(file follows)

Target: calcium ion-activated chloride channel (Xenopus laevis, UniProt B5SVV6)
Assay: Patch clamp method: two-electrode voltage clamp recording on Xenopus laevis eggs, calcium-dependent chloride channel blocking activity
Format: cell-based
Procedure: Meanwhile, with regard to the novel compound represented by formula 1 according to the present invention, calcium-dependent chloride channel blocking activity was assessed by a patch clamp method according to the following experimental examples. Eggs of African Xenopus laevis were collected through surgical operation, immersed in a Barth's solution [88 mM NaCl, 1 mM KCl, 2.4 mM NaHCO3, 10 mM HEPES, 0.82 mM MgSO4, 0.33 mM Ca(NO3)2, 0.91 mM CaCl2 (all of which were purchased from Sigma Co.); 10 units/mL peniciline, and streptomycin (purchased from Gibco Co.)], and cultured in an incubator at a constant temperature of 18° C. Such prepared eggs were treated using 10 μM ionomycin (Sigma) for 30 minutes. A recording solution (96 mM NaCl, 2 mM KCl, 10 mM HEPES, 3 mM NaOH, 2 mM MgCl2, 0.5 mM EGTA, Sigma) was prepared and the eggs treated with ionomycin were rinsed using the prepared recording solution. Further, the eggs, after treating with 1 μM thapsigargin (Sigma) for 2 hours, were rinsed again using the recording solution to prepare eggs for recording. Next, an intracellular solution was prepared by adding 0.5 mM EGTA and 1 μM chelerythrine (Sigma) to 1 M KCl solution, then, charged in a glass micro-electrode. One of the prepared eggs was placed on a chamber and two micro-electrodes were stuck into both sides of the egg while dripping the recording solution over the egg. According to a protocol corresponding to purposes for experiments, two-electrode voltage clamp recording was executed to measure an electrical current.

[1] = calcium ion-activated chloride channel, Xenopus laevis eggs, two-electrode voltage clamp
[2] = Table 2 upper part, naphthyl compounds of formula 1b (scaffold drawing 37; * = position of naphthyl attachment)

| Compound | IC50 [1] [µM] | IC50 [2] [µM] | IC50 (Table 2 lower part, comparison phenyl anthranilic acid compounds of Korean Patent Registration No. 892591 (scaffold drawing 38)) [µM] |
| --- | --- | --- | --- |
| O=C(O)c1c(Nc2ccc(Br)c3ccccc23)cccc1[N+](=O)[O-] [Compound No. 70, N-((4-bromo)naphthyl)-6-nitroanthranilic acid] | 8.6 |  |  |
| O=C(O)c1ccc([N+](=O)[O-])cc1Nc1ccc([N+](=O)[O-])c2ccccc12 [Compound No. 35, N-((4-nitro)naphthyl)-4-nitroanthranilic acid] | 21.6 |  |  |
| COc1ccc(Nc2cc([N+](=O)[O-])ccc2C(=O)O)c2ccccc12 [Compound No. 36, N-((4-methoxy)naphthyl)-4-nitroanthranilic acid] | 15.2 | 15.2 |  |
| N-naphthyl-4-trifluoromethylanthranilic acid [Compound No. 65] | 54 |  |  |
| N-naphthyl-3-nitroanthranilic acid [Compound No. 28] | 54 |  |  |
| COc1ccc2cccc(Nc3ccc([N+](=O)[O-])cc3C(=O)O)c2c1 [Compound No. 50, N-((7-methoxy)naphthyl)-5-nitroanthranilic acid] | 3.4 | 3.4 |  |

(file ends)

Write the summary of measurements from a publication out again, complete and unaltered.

Target: calcium ion-activated chloride channel (Xenopus laevis, UniProt B5SVV6)
Assay: Patch clamp method: two-electrode voltage clamp recording on Xenopus laevis eggs, calcium-dependent chloride channel blocking activity
Format: cell-based
Procedure: Meanwhile, with regard to the novel compound represented by formula 1 according to the present invention, calcium-dependent chloride channel blocking activity was assessed by a patch clamp method according to the following experimental examples. Eggs of African Xenopus laevis were collected through surgical operation, immersed in a Barth's solution [88 mM NaCl, 1 mM KCl, 2.4 mM NaHCO3, 10 mM HEPES, 0.82 mM MgSO4, 0.33 mM Ca(NO3)2, 0.91 mM CaCl2 (all of which were purchased from Sigma Co.); 10 units/mL peniciline, and streptomycin (purchased from Gibco Co.)], and cultured in an incubator at a constant temperature of 18° C. Such prepared eggs were treated using 10 μM ionomycin (Sigma) for 30 minutes. A recording solution (96 mM NaCl, 2 mM KCl, 10 mM HEPES, 3 mM NaOH, 2 mM MgCl2, 0.5 mM EGTA, Sigma) was prepared and the eggs treated with ionomycin were rinsed using the prepared recording solution. Further, the eggs, after treating with 1 μM thapsigargin (Sigma) for 2 hours, were rinsed again using the recording solution to prepare eggs for recording. Next, an intracellular solution was prepared by adding 0.5 mM EGTA and 1 μM chelerythrine (Sigma) to 1 M KCl solution, then, charged in a glass micro-electrode. One of the prepared eggs was placed on a chamber and two micro-electrodes were stuck into both sides of the egg while dripping the recording solution over the egg. According to a protocol corresponding to purposes for experiments, two-electrode voltage clamp recording was executed to measure an electrical current.

[1] = calcium ion-activated chloride channel, Xenopus laevis eggs, two-electrode voltage clamp
[2] = Table 2 upper part, naphthyl compounds of formula 1b (scaffold drawing 37; * = position of naphthyl attachment)

| Compound | IC50 [1] [µM] | IC50 [2] [µM] | IC50 (Table 2 lower part, comparison phenyl anthranilic acid compounds of Korean Patent Registration No. 892591 (scaffold drawing 38)) [µM] |
| --- | --- | --- | --- |
| O=C(O)c1c(Nc2ccc(Br)c3ccccc23)cccc1[N+](=O)[O-] [Compound No. 70, N-((4-bromo)naphthyl)-6-nitroanthranilic acid] | 8.6 |  |  |
| O=C(O)c1ccc([N+](=O)[O-])cc1Nc1ccc([N+](=O)[O-])c2ccccc12 [Compound No. 35, N-((4-nitro)naphthyl)-4-nitroanthranilic acid] | 21.6 |  |  |
| COc1ccc(Nc2cc([N+](=O)[O-])ccc2C(=O)O)c2ccccc12 [Compound No. 36, N-((4-methoxy)naphthyl)-4-nitroanthranilic acid] | 15.2 | 15.2 |  |
| N-naphthyl-4-trifluoromethylanthranilic acid [Compound No. 65] | 54 |  |  |
| N-naphthyl-3-nitroanthranilic acid [Compound No. 28] | 54 |  |  |
| COc1ccc2cccc(Nc3ccc([N+](=O)[O-])cc3C(=O)O)c2c1 [Compound No. 50, N-((7-methoxy)naphthyl)-5-nitroanthranilic acid] | 3.4 | 3.4 |  |